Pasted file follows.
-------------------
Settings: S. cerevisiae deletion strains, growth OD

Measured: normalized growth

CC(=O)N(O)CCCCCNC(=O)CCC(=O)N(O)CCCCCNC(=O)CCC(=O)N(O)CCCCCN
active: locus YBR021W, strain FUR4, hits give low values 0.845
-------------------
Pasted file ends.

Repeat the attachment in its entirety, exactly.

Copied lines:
Settings: S. cerevisiae deletion strains, growth OD

Measured: normalized growth

CC(=O)N(O)CCCCCNC(=O)CCC(=O)N(O)CCCCCNC(=O)CCC(=O)N(O)CCCCCN
active: locus YBR021W, strain FUR4, hits give low values 0.845